Parting out homegrown chickens

Pastured chicken broth

The first year we
raised meat chickens, I simply froze them all whole.  I was new to
cooking with real meat, and
roasting a chicken was the only easy recipe
I knew that used up the entire bird.

However, I’ve started to
spread my culinary wings, and have also realized that I need
lots of
chicken stock in July, August, and September to make 
.  As a
result, this year I’m cutting up the first
batch of broilers (and maybe the second as well) and am making stock
out of the non-prime portions.  Here are the steps in my chicken
processing operation:

  • Cutting off a chicken thighCut off the legs
    Slit through the skin to release the legs (including the thighs) from
    the breast of the chicken, then bend the leg down until the bone snaps
    out of its socket.  Next, you can quickly sever the entire
    thigh with a sharp knife — no need to cut through any bones. 
    (My favorite recipe for this part of the bird is Garlic
    and Thyme Chicken Legs
  • Slice off the breasts
    I leave the skin on the legs for culinary reasons, but I
    peel back the skin before removing the breast.  I carefully filet
    breast meat off the bones, not worrying too much if I leave a few big
    gobs of
    meat behind.  (It won’t go to waste — I’ll get it in the a later
  • Cook the carcasses
    What you have left after cutting off the legs and breast
    is a rather meaty carcass.  I simmer it in water for about half an
    hour to an hour, then pull the carcass out to cool (keeping the water
    as the beginning of my stock).  For this first cooking step, you
    don’t want to simmer the carcasses for too long or the connective
    tissue between the bones will dissolve, making it more likely that
    you’ll Chicken saladaccidentally pick out a small
    bone with the meat in the next step.
  • Pick the meat off the bones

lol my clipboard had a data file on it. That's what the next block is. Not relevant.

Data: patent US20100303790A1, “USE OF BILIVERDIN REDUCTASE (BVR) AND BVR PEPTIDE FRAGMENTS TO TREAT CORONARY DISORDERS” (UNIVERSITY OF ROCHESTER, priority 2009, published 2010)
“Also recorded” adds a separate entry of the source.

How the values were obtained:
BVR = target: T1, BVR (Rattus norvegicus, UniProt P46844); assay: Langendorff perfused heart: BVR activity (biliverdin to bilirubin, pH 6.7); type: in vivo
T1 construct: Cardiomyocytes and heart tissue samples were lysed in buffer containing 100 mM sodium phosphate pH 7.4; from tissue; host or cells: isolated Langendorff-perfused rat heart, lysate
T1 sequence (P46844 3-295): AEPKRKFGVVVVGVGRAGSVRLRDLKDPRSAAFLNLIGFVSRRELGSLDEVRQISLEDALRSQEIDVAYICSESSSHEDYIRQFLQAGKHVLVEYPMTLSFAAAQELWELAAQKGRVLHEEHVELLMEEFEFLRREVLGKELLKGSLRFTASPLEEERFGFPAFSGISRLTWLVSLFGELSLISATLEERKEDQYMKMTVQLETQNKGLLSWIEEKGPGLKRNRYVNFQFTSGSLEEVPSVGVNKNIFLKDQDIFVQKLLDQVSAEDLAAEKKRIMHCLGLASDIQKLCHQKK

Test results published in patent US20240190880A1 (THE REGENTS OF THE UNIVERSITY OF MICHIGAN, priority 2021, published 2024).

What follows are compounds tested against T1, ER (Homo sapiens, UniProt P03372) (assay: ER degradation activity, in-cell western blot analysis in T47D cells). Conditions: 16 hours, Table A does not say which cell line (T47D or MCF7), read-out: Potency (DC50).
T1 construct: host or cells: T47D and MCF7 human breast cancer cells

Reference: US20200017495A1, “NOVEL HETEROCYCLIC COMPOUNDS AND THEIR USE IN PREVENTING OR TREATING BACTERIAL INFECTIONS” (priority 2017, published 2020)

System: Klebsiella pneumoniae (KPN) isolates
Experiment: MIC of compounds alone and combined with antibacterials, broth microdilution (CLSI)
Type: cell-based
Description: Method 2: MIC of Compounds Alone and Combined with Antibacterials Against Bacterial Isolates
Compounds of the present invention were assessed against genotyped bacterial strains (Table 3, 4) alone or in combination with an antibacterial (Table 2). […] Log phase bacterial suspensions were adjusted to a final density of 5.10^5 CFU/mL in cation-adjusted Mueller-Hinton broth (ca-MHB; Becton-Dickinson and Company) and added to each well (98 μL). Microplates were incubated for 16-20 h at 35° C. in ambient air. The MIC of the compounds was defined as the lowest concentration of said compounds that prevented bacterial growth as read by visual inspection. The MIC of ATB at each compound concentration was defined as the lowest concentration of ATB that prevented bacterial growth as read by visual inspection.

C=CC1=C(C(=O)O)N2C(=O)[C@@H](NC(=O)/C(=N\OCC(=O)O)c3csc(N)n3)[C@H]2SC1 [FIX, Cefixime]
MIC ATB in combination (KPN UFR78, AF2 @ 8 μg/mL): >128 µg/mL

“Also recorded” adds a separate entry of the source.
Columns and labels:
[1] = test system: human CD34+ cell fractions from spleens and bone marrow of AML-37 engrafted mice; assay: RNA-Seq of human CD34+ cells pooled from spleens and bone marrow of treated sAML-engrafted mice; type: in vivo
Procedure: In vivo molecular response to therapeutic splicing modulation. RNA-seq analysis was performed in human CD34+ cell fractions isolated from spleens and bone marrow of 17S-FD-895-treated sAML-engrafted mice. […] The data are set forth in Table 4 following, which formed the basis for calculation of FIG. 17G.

Once the carcass is cool, I carefully pick the remaining meat off the
    bones.  If you’re pretty good at picking meat off the bones (don’t
    forget those lumps at the base of the spine) and only so-so at slicing
    off the breast, you should expect to get about half a cup of meat per
    three month old, heirloom chicken.  Presumably, you’d get about
    twice that from a big supermarket bird (or homegrown Cornish
    Cross).  I ignore the feet during this
    process but do carefully pull a bit of meat off the neck.  This
    meat is perfect for turning into chicken salad or chicken pot pie.
  • Strain stockMake stock.  Throw
    the bones back in the water along with the feet and necks and simmer
    for at least three hours (longer is better) until the water has turned
    cloudy and yellowish.  (Non-pastured birds won’t produce yellow
    stock — it will instead look light brown.)  Pour the contents
    of your pot through a collander to remove the bones, then freeze or can
    the stock for later use.

Although this process
sounds a bit complex, I completed the whole thing
in about four hours for seven broilers, not counting the time the stock
spent simmering on its own.  As a result, we enjoyed four servings
of pesto chicken salad, put away two cups of cooked meat and three
of broth to turn into four gallons of summer soup, and have about two
meals worth of breasts and four meals worth of legs waiting for us in
the freezer.  Homegrown protein for 34 meals — not bad for a
morning’s work.

Our chicken waterer kept the broilers healthy
until butchering day.

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